Prince Charles greets a returned soldier as he attends the
Armistice Day Commemoration at the Auckland War Memorial
Museum this morning. REUTERS/Nigel Marple
With a gentle wave from their BMW, the Prince of Wales
and Duchess of Cornwall have departed from a warm welcome at
the Auckland War Memorial Museum where several hundred people
turned out to greet them today.
There were war veterans, royalists and a cautious hongi
during the couple's first major welcome to New Zealand, on
the final leg of their Pacific tour for the Queen's Diamond
Prime Minister John Key said it was a thrill to meet the
royal couple - but he wouldn't say what he joked about with
the Prince during the Armistice Day commemoration ceremony.
"They said they had a lovely night's sleep at Government
House, so that was good, and they're having a great time," Mr
Labour Party leader David Shearer met the Prince briefly and
said their topic of conversation was weather.
"We were just saying that if he'd been here the day before
it'd been brilliant sunshine," Mr Shearer said.
Prince Charles and his wife Camilla attended an official
Maori welcome by Ngati Whatua in the museum's World War II
Hall of Memories.
The Duchess' feathery black hard-brimmed hat, by designer
Philip Treacy, caused some hesitation at her first hongi.
"You can try," she told Ngati Whatua's Grant Hawke, before
leaning in for a brief hongi.
"Lucky she didn't have a flat nose like mine," Mr Hawke said
with a giggle after the powhiri.
Next in line, Taiaha Hawke, said he was "a bit of a hongi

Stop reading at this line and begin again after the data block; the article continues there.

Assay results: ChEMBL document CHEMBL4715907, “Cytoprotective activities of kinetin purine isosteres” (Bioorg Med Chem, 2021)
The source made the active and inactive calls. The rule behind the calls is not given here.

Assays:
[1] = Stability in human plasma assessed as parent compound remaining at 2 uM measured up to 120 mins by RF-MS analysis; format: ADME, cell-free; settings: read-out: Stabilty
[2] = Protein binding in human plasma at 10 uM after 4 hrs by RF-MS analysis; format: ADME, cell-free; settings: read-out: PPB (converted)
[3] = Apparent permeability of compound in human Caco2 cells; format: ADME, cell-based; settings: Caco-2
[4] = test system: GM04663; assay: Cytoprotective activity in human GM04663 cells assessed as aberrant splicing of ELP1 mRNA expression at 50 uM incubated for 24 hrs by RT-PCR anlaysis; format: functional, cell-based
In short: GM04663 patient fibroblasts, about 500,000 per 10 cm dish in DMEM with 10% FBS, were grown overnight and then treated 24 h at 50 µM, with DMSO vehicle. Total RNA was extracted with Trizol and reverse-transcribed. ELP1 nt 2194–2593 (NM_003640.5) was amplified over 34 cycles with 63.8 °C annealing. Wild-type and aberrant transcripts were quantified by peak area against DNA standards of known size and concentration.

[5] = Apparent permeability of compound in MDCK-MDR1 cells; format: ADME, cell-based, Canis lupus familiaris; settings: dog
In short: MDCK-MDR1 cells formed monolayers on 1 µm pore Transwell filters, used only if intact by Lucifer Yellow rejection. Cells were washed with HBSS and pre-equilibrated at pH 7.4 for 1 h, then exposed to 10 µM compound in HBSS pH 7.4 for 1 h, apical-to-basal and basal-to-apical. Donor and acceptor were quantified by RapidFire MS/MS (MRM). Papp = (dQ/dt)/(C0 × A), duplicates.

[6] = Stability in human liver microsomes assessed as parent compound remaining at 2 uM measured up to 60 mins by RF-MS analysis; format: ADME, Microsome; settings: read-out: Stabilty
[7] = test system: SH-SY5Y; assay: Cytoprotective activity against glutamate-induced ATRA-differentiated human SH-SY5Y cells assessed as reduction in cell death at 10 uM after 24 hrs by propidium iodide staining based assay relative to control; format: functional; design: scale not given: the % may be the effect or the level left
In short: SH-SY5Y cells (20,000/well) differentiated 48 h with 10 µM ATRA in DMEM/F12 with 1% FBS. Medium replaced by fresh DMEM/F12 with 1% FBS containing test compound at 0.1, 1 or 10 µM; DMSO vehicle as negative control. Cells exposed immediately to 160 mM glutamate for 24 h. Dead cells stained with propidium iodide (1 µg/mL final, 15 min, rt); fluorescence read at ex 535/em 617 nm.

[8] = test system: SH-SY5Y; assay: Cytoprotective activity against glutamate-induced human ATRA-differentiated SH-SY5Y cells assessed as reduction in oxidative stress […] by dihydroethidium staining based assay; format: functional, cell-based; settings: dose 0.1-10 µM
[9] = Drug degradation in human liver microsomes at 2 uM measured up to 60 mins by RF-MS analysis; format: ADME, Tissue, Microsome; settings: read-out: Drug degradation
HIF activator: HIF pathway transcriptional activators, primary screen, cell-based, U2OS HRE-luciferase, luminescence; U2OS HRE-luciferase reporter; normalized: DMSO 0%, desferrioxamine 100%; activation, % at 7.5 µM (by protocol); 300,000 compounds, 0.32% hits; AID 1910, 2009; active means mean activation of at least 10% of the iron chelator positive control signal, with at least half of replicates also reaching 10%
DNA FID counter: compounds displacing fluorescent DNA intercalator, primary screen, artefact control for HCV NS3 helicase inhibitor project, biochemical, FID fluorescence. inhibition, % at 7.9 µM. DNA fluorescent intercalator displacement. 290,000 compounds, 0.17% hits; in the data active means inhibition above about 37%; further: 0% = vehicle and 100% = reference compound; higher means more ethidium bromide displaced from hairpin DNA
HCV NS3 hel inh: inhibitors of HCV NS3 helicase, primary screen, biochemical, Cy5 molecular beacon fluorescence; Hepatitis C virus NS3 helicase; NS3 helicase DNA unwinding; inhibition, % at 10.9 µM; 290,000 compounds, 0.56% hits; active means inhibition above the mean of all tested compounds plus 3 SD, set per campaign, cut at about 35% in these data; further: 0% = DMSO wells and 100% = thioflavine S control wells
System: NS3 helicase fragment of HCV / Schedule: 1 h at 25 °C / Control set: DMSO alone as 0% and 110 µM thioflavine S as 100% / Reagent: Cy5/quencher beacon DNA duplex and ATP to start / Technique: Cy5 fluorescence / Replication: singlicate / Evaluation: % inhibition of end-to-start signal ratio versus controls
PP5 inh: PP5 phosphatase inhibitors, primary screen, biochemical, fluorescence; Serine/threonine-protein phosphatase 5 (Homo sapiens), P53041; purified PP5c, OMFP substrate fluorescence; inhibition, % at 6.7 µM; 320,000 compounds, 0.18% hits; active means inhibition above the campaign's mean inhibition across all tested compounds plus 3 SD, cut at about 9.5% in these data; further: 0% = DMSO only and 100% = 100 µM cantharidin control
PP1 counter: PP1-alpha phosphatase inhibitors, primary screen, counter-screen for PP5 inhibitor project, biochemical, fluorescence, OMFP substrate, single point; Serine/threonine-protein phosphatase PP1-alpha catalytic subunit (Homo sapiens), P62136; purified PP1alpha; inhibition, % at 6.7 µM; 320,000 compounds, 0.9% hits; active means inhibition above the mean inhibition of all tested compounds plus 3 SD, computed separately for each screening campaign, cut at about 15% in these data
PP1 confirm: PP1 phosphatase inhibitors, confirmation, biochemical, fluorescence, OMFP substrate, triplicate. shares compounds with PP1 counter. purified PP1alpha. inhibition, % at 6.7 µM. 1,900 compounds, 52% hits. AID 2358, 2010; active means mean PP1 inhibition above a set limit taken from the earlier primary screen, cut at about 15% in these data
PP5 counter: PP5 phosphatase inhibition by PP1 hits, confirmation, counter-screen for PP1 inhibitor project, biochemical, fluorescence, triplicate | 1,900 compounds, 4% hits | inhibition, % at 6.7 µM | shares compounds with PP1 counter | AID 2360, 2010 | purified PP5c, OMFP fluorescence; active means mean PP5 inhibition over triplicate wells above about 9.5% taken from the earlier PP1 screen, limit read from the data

expert" and was not put off by the Duchess' hat.
"You've just got to take the lead," he said.
Prince Charles received glowing reviews for his address to
the powhiri in Maori.
Grant Hawke said it was "very eloquent".
"He did his mother proud," Mr Hawke said.
Outside, the royals met some of the approximately 500 people
gathered for the Armistice Day ceremony.
Mr Key said the enthusiasm of today's crowd reflected the
affection New Zealanders still have for the monarchy.
"He's the future King of New Zealand so it's extremely
important," Mr Key said.
"I think you can see by the polls around that New Zealanders'
support of the monarchy is extremely strong. If anything it's
been growing in recent years."
One person who did not echo that support was New Zealand
Defence Force veteran Kingi Taurua, who wasn't allowed to
stand with his comrades beneath the cenotaph because he was
holding a protest sign.
He said he supported the Royal visit but was concerned that
Waitangi was not on the itinerary.
Mr Taurua, who served in Vietnam, Malaya and Borneo, was told
by police he had to remain behind barriers with the rest of
The royal couple have concluded their official engagements
They will spend tomorrow in Auckland, and fly to Wellington
- Matthew Theunissen and Kieran Campbell of APNZ